I took out the comment about the cost of when I started the thread from my last post, because I forgot to add in the cost of the monitor which I only had in my cart back then. I meant to say the cost is $200 less then when I started, but I realized the cost is about the same as when I started. However the system will actually work now and be awesome, so thank you very much everyone.

Best regards,
Evan
February 1, 2010 9:31:24 PM

One problem with the 5750 GPUs...
Half of them say they require a 450 Watt PSU or higher.

Updating GPUs I am looking at...
February 1, 2010 10:06:54 PM
February 1, 2010 11:11:27 PM

Ok I see, so I shouldn't need more than the 400 W as long as I don't crossfire.

What is the difference between GDDR5 and DDR5?

If I go with a Sapphire...
Should I get the 5750 or the 5770?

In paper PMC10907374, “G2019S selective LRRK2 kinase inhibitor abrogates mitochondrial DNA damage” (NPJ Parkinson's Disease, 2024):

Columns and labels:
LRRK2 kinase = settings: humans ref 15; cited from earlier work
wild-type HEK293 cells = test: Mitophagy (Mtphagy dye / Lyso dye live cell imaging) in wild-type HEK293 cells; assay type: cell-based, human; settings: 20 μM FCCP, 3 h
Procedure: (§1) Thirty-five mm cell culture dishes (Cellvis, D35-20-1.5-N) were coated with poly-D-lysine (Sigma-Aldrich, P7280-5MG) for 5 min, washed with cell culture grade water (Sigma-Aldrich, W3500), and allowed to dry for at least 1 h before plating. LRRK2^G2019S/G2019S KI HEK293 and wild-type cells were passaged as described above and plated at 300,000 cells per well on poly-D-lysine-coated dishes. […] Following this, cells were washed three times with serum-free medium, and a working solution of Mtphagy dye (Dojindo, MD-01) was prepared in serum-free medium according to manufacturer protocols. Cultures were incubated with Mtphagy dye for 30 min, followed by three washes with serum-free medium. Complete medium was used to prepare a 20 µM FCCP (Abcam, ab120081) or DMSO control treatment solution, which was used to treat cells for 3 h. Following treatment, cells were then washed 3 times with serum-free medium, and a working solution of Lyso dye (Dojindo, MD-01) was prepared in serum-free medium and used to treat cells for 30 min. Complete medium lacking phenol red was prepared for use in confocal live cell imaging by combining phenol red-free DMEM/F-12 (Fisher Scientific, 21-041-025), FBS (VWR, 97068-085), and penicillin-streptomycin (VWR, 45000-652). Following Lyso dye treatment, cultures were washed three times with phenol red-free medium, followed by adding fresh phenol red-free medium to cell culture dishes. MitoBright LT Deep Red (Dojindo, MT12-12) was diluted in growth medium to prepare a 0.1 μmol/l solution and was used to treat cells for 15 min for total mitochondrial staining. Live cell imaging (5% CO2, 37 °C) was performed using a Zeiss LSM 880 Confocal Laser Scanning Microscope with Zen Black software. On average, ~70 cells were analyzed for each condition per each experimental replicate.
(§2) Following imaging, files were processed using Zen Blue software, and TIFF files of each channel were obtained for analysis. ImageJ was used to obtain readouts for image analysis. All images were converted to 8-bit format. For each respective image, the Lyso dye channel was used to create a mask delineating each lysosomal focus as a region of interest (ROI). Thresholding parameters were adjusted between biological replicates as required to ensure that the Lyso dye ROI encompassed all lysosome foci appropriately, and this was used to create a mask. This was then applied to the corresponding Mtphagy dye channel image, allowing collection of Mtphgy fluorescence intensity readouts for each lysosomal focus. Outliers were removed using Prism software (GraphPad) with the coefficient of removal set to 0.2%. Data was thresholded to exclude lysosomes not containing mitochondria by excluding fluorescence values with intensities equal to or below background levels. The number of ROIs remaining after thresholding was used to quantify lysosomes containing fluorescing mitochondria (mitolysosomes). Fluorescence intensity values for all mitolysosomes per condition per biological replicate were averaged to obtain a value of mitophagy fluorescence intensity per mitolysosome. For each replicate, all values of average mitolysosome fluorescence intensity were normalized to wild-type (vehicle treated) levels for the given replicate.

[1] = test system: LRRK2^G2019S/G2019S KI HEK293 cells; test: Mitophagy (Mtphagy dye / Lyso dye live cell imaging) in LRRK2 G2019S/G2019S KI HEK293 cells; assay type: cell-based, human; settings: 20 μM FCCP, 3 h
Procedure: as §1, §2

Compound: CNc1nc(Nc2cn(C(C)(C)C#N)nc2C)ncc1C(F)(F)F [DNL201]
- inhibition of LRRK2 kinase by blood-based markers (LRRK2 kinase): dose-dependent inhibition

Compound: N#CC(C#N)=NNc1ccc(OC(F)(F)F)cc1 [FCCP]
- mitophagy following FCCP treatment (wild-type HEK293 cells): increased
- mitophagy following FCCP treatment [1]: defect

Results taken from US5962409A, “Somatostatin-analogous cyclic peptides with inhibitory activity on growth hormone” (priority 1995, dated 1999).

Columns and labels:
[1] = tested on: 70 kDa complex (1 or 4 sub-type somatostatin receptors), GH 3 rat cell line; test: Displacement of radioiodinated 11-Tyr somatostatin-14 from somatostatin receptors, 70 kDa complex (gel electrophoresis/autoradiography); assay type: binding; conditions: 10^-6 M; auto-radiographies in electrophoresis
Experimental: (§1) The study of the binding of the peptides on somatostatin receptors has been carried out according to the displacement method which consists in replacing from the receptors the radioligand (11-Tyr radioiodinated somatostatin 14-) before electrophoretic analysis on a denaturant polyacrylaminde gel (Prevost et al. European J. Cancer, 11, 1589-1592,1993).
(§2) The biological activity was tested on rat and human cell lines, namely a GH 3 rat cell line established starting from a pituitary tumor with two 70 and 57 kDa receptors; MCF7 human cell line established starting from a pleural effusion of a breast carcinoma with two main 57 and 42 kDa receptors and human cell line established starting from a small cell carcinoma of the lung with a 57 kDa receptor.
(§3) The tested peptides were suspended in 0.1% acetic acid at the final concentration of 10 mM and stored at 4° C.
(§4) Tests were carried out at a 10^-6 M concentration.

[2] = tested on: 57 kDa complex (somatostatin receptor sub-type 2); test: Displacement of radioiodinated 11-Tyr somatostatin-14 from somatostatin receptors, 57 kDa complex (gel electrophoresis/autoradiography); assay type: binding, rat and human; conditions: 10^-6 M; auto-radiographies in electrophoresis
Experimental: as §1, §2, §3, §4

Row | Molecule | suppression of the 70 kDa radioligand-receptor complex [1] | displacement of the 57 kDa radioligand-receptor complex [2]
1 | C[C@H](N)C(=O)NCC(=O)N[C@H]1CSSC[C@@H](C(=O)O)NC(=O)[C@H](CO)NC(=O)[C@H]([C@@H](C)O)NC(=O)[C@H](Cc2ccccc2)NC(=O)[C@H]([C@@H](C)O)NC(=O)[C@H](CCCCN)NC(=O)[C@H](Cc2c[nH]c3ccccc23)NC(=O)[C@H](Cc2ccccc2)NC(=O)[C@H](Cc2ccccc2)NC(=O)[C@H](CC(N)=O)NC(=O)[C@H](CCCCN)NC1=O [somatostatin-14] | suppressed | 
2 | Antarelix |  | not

Should I get the Vapor-X type?

Vapor-X 5750 $145 OC Edition?
Vapor-X 5770 $185 marked down to $175 until 2/7

or

The other Sapphire 5750 is the cheapest 5750 GPU. $130
The other Sapphire 5770 has a customers choice award. $180 promo code for $10 off ends today
February 2, 2010 12:45:08 PM

I have to throw my word in just to warn you. I picked up an HD 4830 last year to upgrade my Nvidia 7900GTO for WoW and other games. I am running a Nvidia motherboard btw. I did not see any change in fps with the HD 4830 and sometimes saw worse fps in WoW compared to the 7900GTO. To rule out drivers, I played a few different FPS games and the 4830 just raped them, so my problem was only with WoW. I searched forums, tried different drivers, changed settings (in game and out), and everything I could think of for a solid week with no improvement. I went out and bought a 9800GTX+ and my problem was solved.